8. 8. HuJ.OdomT. W.LieberC. M.1999Chemistry and Physics in One Dimension: Synthesis and Properties of Nanowires and Nanotubes,Acc. Chem. Res.32,435445.
  9. 9. IijimaS.1991Helical microtubules of graphitic carbon,Nature,354,5658.
  10. 10. KamiyaS.MinamikawaH.JungH. J.YangB.MasudaM.ShimizuT.2005Molecular Structure of Glucopyranosylamide Lipid and Nanotube Morphology,Langmuir, 21,743750.
  11. 11. KanemitsuY.1995Light emission from porous silicon and related materials,Physics Reports, 263,191.
  12. 12. KobayashiS.HamasakiN.SuzukiM.KimuraM.ShiraiH.HanabusaK.2002Preparation of Helical Transition-Metal Oxide Tubes Using Organogelators as Structure-Directing Agents,J. Am. Chem. Soc., 124,65506551.
  13. 13. LagoR. M.TsangS. C.LuK. al.1995Filling carbon nanotubes with small palladium metal crystallites: the effect of surface acid groups.Chem Commun, 13,13551356.
  14. 14. MafunéF.KohnoJ.TakedaY.KondowT.SawabeH.2000Structured and Stabilization of Silver Nanoparticles in Aqueous Solution Produced by Laser AblationJ. Phys. Chem. B, 104,83338337.
  15. 15. MafunéF.KohnoJ.TakedaY.KondowT.2003Formation of Stable Platinum Nanoparticles by Laser Ablation in Water,J. Phys. Chem. B, 107.42184223.
  16. 16. MoM. S.ZengJ. H.LiuX. M.YuW.ZhangS.QianY.2002Controlled Hydrothermal Synthesis of Thin Single-Crystal Tellurium Nanobelts and Nanotubes,Adv. Mater.14,16581662.
  17. 17. NathM.GovindarajA.RaoC. N. R.2001Simple Synthesis of MoS2 and WS2 Nanotubes,Adv. Mater.13,283286.
  18. 18. al.2000Optical gain in silicon nanocrystals,Nature, 408,440444.
  19. 19. PedersonM. R.BroughtonJ. Q.1992Nanocapillarity in fullerene tubules,Phys. Rev. Lett.69,26892692.
  20. 20. al.2002Synthesis of CoFe2O4 nanowire in carbon nanotubes. A new use of the confinement effect,Chem Commun, 1718821883.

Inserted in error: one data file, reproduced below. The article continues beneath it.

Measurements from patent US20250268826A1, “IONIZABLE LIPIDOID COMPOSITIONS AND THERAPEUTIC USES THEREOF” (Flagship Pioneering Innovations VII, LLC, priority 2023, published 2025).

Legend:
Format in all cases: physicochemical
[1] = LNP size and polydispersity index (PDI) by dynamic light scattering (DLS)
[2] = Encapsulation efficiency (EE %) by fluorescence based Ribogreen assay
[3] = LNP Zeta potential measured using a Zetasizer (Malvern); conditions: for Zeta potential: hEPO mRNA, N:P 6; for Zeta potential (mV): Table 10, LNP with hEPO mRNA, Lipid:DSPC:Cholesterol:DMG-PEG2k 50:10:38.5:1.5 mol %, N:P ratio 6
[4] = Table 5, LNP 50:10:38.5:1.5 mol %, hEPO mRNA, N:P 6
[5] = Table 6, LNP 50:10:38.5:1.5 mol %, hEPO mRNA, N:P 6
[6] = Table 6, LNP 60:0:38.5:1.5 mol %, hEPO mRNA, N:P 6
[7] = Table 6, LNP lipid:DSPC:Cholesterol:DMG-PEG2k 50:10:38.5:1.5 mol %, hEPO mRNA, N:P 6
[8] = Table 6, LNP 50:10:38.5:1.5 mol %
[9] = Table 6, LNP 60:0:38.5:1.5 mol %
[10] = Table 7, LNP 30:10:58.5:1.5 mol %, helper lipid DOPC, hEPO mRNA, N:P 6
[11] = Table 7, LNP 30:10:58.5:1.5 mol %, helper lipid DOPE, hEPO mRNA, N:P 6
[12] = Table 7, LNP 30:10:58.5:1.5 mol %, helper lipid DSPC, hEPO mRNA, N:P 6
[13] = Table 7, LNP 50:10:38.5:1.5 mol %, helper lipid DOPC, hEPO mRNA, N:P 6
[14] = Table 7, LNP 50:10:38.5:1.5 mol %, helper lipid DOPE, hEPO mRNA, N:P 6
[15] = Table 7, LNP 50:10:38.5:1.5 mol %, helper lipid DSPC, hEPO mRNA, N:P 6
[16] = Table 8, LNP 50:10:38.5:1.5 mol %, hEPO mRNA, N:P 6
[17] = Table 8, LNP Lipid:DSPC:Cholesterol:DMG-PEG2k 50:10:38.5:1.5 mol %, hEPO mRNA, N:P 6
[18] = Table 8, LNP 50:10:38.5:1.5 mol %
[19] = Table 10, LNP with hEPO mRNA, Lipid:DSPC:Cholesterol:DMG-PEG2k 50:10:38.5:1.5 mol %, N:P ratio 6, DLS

21. 21. RatnaB. R.Baral-ToshS.KahnB.SchnurJ. M.RudolphA. S.1992Effect of alcohol chain length on tubule formation in 1,2-bis(10,12-tricosadiynoyl)-sn-glycero-3-phosphocholine, Chem. Phys. Lipids 63,4753.
  22. 22. ShimizuT.2002Bottom-Up Synthesis and Structural Properties of Self-Assembled High-Axial-Ratio Nanostructures,Macromol. Rapid Commun.23,311331.
  23. 23. SchnurM. J.1993Lipid Tubules: A Paradigm for Molecularly Engineered Structures:Science, 262,16691676.
  24. 24. SpectorM. S.EaswaranK. R. K.JyothiG.SelingerJ. V.SinghA.SchnurJ. M.1996Chiral molecular self-assembly of phospholipid tubules: A circular dichroism study,Proc Natl Acad. Sci. USA93,1294312946.
  25. 25. ŠvrcekV.SlaouiA.MullerJ.-C.2004Ex-situ prepared Si nanocrystals: Their elaboration and characterization in embedded silica glass,J. Appl. Phys.95,31583164.
  26. 26. ŠvrcekV.NormandF. L.Pham-HuuC.ErsenO.JoulieS.LedouxM.-J.2006aFilling of single silicon nanocrystals within multi-walled carbon nanotubesAppl. Phys. Lett., 88,033112(1-3).
  27. 27. ŠvrcekV.ErsenO.DintzerT.NormandF. L.Pham-HuuC.LedouxM.-J.2006bConnection of silicon nanocrystals (Si-nc) with multi-walled carbon nanotubes,Appl. Phys A, 83,153158.
  28. 28. ŠvrcekV.SasakiT.ShimizuY.KoshizakiN.2006cBlue luminescent silicon nanocrystals prepared by ns pulsed laser ablation in water,Appl. Phys. Lett., 89,2131131-3).
  29. 29. ŠvrcekV.SasakiT.ShimizuY.KoshizakiN.2006dSilicon nanocrystals formed by pulsed laser-induced fragmentation of electrochemically etched Si micrograins,Chem. Phys. Lett. 429,483487.
  30. 30. ŠvrcekV.NormandF. L.ErsenO.JoulieS.Pham-HuuC.AmadouJ.BeginD.LedouxM.-J.2006eFilling and capping multiwall carbon nanotubes with silicon nanocrystals dispersed in SiO2-based spin on glassJ. Appl. Phys.,99,6430664311.
  31. 31. ŠvrcekV.2008aFabrication of filled carbon nanotubes with fresh silicon nanocrystals produced in-situ by nanosecond pulsed laser processing in environmentally friendly solutions,J. Phys. Chem. C,112,1318113185.